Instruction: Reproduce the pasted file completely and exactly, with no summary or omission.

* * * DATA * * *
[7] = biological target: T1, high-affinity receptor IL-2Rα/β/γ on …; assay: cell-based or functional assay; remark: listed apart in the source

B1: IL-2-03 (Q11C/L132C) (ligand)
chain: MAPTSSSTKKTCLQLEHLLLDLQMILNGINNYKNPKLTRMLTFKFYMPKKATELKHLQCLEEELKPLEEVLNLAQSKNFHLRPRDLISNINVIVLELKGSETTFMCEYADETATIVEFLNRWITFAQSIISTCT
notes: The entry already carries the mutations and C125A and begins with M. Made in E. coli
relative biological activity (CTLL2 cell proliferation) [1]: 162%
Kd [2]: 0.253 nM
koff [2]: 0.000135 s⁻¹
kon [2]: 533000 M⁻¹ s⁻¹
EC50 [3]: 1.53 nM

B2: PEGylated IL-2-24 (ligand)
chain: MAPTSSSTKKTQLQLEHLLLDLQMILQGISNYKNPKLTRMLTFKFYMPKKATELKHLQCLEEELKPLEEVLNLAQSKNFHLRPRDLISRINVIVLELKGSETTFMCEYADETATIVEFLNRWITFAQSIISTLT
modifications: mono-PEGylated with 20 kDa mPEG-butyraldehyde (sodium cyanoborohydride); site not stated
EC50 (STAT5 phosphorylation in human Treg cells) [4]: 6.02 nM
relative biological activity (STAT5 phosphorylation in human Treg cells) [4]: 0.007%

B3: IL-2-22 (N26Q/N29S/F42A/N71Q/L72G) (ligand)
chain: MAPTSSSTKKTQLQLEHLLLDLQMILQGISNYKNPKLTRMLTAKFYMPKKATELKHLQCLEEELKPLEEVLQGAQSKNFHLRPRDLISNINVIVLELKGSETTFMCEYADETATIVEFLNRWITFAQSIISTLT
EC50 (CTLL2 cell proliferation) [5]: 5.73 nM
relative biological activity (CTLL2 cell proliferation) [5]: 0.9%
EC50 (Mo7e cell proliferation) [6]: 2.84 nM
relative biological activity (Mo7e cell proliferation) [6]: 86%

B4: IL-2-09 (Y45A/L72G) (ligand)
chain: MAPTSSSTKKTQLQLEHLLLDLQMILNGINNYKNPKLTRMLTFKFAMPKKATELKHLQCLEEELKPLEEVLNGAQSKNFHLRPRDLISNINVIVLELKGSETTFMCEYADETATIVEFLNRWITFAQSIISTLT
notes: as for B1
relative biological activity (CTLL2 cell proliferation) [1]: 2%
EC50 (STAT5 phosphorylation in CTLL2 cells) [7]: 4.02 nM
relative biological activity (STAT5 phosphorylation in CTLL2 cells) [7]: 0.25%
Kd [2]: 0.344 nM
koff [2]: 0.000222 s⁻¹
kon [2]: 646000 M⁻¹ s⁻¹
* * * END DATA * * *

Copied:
[7] = biological target: T1, high-affinity receptor IL-2Rα/β/γ on …; assay: cell-based or functional assay; remark: listed apart in the source

B1: IL-2-03 (Q11C/L132C) (ligand)
chain: MAPTSSSTKKTCLQLEHLLLDLQMILNGINNYKNPKLTRMLTFKFYMPKKATELKHLQCLEEELKPLEEVLNLAQSKNFHLRPRDLISNINVIVLELKGSETTFMCEYADETATIVEFLNRWITFAQSIISTCT
notes: The entry already carries the mutations and C125A and begins with M. Made in E. coli
relative biological activity (CTLL2 cell proliferation) [1]: 162%
Kd [2]: 0.253 nM
koff [2]: 0.000135 s⁻¹
kon [2]: 533000 M⁻¹ s⁻¹
EC50 [3]: 1.53 nM

B2: PEGylated IL-2-24 (ligand)
chain: MAPTSSSTKKTQLQLEHLLLDLQMILQGISNYKNPKLTRMLTFKFYMPKKATELKHLQCLEEELKPLEEVLNLAQSKNFHLRPRDLISRINVIVLELKGSETTFMCEYADETATIVEFLNRWITFAQSIISTLT
modifications: mono-PEGylated with 20 kDa mPEG-butyraldehyde (sodium cyanoborohydride); site not stated
EC50 (STAT5 phosphorylation in human Treg cells) [4]: 6.02 nM
relative biological activity (STAT5 phosphorylation in human Treg cells) [4]: 0.007%

B3: IL-2-22 (N26Q/N29S/F42A/N71Q/L72G) (ligand)
chain: MAPTSSSTKKTQLQLEHLLLDLQMILQGISNYKNPKLTRMLTAKFYMPKKATELKHLQCLEEELKPLEEVLQGAQSKNFHLRPRDLISNINVIVLELKGSETTFMCEYADETATIVEFLNRWITFAQSIISTLT
EC50 (CTLL2 cell proliferation) [5]: 5.73 nM
relative biological activity (CTLL2 cell proliferation) [5]: 0.9%
EC50 (Mo7e cell proliferation) [6]: 2.84 nM
relative biological activity (Mo7e cell proliferation) [6]: 86%

B4: IL-2-09 (Y45A/L72G) (ligand)
chain: MAPTSSSTKKTQLQLEHLLLDLQMILNGINNYKNPKLTRMLTFKFAMPKKATELKHLQCLEEELKPLEEVLNGAQSKNFHLRPRDLISNINVIVLELKGSETTFMCEYADETATIVEFLNRWITFAQSIISTLT
notes: as for B1
relative biological activity (CTLL2 cell proliferation) [1]: 2%
EC50 (STAT5 phosphorylation in CTLL2 cells) [7]: 4.02 nM
relative biological activity (STAT5 phosphorylation in CTLL2 cells) [7]: 0.25%
Kd [2]: 0.344 nM
koff [2]: 0.000222 s⁻¹
kon [2]: 646000 M⁻¹ s⁻¹